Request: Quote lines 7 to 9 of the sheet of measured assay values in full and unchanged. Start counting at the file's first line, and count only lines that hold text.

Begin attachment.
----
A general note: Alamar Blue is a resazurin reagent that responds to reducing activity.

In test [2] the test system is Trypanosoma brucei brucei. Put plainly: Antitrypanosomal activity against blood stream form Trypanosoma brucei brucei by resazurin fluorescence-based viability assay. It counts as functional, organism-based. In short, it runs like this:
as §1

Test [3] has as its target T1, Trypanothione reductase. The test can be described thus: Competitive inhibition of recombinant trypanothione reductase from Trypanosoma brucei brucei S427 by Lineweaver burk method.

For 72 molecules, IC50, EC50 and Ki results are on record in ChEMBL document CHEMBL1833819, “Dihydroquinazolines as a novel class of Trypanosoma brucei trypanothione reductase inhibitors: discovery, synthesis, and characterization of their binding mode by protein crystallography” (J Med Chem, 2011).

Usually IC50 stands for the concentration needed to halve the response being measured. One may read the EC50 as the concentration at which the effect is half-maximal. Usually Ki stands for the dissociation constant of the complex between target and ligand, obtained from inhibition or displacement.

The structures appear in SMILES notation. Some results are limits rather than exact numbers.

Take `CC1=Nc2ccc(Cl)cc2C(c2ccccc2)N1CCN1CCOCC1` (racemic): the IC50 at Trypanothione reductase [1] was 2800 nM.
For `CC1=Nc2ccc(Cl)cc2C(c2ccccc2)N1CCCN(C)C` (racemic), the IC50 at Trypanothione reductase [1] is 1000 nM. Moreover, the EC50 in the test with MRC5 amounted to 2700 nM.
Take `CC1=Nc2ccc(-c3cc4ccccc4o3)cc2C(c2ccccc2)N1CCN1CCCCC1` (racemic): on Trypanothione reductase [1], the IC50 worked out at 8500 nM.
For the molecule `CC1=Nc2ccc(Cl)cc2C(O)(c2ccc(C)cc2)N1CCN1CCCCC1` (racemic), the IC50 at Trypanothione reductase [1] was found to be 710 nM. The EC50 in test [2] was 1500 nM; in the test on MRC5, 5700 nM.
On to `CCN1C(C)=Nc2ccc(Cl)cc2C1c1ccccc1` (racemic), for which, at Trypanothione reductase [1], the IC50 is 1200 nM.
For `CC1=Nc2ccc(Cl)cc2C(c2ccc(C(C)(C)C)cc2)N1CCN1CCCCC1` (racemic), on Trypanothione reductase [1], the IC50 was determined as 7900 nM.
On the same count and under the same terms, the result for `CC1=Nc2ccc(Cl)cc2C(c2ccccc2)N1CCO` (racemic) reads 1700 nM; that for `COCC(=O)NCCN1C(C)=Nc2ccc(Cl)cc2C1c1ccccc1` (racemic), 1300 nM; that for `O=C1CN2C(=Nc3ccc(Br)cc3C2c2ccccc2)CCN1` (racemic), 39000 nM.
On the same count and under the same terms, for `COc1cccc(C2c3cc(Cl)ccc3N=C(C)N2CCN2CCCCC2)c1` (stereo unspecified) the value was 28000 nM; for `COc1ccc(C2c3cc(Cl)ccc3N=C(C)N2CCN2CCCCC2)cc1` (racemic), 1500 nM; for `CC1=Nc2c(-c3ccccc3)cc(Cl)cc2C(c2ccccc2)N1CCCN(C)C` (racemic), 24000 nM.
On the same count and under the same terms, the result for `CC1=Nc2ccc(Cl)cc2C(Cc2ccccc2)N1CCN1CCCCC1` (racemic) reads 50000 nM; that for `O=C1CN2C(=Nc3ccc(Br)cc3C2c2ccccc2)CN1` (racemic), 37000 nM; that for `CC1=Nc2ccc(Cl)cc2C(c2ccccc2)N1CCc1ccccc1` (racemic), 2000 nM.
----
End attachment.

The structures appear in SMILES notation. Some results are limits rather than exact numbers.

Take `CC1=Nc2ccc(Cl)cc2C(c2ccccc2)N1CCN1CCOCC1` (racemic): the IC50 at Trypanothione reductase [1] was 2800 nM.
For `CC1=Nc2ccc(Cl)cc2C(c2ccccc2)N1CCCN(C)C` (racemic), the IC50 at Trypanothione reductase [1] is 1000 nM. Moreover, the EC50 in the test with MRC5 amounted to 2700 nM.